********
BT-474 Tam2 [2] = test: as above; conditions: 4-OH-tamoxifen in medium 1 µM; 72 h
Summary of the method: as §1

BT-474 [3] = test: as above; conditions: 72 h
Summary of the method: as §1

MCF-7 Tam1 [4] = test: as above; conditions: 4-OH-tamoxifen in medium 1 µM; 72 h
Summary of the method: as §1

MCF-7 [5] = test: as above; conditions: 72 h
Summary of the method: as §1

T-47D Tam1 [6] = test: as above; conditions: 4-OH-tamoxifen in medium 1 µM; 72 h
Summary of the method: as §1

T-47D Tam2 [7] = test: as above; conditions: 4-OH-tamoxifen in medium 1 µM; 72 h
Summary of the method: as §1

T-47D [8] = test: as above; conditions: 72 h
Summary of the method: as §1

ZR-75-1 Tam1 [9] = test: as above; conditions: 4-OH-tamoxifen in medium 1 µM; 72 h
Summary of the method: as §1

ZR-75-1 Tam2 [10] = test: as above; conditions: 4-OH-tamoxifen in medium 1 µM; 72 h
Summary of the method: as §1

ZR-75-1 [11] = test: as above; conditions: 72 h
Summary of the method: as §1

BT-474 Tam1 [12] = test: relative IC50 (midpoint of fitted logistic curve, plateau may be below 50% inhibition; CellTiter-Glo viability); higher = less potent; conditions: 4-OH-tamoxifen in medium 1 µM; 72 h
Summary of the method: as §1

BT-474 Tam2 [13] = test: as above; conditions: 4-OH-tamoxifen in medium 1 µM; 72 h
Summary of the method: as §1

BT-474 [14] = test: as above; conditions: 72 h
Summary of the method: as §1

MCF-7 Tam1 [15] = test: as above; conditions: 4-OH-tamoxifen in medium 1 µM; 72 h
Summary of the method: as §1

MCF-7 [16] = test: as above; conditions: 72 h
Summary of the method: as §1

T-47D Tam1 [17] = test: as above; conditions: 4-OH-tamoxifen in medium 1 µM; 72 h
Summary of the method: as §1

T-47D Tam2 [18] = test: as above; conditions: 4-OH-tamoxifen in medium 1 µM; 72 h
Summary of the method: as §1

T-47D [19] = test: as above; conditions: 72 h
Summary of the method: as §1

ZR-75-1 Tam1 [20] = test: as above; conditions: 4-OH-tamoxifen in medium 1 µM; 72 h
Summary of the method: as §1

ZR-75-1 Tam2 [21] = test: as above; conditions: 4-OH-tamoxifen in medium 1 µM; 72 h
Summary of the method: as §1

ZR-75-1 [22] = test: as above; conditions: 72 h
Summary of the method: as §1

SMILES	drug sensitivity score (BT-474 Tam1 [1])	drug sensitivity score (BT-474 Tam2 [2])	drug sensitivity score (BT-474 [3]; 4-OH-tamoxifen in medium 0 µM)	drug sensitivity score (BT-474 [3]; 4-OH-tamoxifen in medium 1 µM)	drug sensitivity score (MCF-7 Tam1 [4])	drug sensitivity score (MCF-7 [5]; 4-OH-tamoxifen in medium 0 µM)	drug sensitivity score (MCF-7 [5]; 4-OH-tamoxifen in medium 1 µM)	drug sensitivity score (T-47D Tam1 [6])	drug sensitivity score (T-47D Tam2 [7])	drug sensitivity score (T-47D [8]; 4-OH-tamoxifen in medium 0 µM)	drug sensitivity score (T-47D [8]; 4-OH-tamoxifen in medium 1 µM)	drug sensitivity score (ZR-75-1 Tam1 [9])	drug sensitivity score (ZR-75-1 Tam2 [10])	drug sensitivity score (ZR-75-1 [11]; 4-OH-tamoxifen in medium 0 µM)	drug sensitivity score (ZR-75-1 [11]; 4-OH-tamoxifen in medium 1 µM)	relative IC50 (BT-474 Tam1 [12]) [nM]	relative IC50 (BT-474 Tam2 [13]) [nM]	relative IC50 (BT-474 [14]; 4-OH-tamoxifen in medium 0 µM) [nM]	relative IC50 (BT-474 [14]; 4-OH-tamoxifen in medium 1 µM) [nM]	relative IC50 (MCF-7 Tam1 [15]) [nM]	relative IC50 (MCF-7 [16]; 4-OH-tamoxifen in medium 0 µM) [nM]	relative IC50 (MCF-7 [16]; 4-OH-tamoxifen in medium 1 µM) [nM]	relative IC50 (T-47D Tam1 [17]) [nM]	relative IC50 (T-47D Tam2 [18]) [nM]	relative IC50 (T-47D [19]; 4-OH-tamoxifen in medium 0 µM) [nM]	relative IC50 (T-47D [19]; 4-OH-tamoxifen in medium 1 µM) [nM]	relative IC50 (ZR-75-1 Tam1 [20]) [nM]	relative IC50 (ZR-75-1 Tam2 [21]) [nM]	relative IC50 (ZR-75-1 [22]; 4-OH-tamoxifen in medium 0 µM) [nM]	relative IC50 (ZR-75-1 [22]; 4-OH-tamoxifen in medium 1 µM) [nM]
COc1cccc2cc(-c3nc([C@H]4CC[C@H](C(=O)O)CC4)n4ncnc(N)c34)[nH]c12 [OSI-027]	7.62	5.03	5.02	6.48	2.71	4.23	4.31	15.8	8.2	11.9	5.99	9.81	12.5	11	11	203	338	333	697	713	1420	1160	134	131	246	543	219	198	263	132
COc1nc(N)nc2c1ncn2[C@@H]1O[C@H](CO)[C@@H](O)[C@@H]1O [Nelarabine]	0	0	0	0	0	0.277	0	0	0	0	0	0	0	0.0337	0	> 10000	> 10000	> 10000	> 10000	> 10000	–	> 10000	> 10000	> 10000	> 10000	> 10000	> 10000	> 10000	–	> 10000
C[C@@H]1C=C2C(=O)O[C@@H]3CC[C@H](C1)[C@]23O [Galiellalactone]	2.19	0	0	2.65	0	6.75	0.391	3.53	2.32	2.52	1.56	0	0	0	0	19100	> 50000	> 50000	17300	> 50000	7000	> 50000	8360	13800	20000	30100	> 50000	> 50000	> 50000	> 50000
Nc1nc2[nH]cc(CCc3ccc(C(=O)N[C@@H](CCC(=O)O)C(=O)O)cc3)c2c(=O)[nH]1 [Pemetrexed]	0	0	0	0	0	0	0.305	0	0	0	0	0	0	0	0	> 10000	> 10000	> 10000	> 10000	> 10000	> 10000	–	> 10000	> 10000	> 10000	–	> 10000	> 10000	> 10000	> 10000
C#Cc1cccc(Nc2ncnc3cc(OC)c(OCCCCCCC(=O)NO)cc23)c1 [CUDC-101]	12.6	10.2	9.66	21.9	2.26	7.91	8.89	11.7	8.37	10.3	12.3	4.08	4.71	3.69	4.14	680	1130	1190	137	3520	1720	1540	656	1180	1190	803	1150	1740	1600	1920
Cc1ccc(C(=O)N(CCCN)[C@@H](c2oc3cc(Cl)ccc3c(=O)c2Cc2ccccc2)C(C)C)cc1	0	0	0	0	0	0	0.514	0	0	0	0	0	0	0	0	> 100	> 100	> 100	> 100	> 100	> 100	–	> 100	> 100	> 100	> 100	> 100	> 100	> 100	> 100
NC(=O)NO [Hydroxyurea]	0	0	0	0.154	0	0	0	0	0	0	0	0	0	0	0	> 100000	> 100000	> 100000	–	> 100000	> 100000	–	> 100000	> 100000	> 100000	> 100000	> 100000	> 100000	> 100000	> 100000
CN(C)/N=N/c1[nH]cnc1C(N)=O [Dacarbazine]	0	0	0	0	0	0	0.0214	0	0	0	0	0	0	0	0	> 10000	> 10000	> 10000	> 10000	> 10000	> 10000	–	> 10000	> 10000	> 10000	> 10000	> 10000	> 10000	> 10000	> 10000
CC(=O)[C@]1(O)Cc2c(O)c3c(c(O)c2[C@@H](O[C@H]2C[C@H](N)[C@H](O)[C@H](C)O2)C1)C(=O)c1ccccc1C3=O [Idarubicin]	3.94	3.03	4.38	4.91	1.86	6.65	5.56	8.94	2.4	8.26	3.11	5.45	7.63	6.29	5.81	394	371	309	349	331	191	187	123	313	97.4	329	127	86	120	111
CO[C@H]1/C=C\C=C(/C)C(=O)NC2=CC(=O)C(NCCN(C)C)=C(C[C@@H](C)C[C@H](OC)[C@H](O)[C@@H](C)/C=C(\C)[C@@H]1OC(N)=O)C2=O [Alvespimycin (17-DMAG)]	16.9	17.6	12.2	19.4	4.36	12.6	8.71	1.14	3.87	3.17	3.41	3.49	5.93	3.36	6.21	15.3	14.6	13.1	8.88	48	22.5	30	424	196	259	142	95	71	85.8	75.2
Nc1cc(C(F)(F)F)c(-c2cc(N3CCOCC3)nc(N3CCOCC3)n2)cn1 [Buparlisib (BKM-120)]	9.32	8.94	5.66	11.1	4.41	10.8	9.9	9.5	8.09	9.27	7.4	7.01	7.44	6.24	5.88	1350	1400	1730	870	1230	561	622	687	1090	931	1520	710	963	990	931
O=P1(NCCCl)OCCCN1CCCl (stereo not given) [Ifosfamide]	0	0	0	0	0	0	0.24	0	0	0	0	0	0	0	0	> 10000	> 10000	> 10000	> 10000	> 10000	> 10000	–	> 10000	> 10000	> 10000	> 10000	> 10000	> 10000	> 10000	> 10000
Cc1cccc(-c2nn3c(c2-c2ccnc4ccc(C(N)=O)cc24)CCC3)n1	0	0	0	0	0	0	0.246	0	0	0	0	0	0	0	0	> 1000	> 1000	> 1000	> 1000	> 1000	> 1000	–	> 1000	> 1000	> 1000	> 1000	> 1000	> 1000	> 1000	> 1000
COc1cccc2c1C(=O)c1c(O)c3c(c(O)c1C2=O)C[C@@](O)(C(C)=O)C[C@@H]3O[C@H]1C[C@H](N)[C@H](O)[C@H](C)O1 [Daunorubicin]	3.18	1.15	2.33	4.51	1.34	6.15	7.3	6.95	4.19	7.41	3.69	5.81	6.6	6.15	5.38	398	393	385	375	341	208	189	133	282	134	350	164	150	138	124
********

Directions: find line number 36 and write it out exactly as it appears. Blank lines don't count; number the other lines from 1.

Summary of the method: as §1